"recognize the wool from the lamb"

Laurence Horn laurence.horn at YALE.EDU
Tue Oct 4 16:20:19 UTC 2011

On Oct 4, 2011, at 10:23 AM, Charles C Doyle wrote:

> Seems like the expression ought to be "recognize (or know) the lamb from the wool,"

Then there's "from the lambing to the wool", as in Judy Small's eponymous tribute song to Australian sheep-raisers.  But no problem telling one from the other in that case.


> but I can't find any evidence that such existed.  Or that that expression as Joel reports it was ever popular.
> --Charlie
> ________________________________________
> From: American Dialect Society [ADS-L at LISTSERV.UGA.EDU] on behalf of Joel S. Berson [Berson at ATT.NET]
> Sent: Monday, October 03, 2011 11:44 PM
> In the Jeremy Brett/Sherlock Holmes DVD of "The adventure of the
> Three Gables", while contemplating the effect publication of Douglas
> Maberley's manuscript "novel" would have had on the reputation and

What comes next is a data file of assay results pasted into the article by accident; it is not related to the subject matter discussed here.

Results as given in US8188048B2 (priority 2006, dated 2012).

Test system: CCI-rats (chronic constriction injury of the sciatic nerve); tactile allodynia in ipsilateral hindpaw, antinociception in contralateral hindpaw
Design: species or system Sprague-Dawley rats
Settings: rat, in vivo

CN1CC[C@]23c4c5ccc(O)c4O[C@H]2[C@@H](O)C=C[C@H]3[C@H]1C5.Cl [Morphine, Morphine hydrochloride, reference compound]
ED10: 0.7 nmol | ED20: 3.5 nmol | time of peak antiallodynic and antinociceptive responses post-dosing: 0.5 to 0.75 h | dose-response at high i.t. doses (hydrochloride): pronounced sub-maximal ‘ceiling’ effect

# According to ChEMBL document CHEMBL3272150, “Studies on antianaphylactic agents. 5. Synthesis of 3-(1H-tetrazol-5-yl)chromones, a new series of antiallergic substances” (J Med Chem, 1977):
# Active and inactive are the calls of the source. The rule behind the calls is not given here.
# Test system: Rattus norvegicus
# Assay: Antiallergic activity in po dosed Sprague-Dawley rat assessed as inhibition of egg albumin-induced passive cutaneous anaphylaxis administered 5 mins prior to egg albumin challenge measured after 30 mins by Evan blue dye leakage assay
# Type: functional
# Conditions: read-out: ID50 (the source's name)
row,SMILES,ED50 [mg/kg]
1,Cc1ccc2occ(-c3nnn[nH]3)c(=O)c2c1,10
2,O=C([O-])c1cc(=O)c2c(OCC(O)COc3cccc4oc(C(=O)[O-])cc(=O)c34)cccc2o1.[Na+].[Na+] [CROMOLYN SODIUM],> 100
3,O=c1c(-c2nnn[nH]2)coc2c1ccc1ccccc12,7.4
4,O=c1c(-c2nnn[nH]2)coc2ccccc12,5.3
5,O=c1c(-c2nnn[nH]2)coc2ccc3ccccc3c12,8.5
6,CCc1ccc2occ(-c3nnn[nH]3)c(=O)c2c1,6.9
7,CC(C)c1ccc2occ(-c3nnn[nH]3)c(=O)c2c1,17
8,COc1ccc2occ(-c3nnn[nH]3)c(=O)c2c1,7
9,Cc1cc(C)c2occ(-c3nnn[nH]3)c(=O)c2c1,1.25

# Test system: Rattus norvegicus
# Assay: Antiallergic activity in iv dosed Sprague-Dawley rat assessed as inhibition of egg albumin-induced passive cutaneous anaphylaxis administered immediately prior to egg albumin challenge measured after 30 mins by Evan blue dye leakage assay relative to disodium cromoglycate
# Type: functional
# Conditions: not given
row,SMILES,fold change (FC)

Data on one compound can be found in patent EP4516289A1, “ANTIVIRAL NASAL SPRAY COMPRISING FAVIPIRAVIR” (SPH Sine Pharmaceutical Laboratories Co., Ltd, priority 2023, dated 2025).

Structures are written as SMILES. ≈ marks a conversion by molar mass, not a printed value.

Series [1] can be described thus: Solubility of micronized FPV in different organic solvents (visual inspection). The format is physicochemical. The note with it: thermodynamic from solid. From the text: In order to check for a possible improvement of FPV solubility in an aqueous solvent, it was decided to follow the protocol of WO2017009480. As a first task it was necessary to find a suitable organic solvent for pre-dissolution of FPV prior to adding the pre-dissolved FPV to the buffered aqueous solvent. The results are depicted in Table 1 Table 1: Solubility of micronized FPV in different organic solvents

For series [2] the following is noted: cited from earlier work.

> plans of Isadora Klein, Holmes says "All of London would recognize
> the wool from the lamb" -- meaning, I believe, that the content of
> this autobiographical novel would allow the public to identify the
> woman even though she was not actually named in it.
> There is one lonely Google Everything result for the phrase, in an
> odd transformation of the Conan Doyle story with a "Ms. Sherlene
> Holmes" as the detective.
> Where did this popular saying arise?  (I will while I'm waiting
> re-read Conan Doyle to see if it's actually in his text.)
> Joel
> ------------------------------------------------------------
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